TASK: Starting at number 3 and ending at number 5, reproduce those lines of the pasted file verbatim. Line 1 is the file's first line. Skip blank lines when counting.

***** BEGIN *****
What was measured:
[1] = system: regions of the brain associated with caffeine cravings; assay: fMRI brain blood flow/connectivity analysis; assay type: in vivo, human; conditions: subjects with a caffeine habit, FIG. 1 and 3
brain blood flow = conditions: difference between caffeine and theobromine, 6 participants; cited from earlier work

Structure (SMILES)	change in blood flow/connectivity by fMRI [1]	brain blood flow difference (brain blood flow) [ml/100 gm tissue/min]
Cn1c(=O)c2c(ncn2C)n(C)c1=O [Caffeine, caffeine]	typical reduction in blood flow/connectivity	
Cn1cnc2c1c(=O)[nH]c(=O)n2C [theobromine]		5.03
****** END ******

brain blood flow = conditions: difference between caffeine and theobromine, 6 participants; cited from earlier work

Structure (SMILES)	change in blood flow/connectivity by fMRI [1]	brain blood flow difference (brain blood flow) [ml/100 gm tissue/min]
Cn1c(=O)c2c(ncn2C)n(C)c1=O [Caffeine, caffeine]	typical reduction in blood flow/connectivity	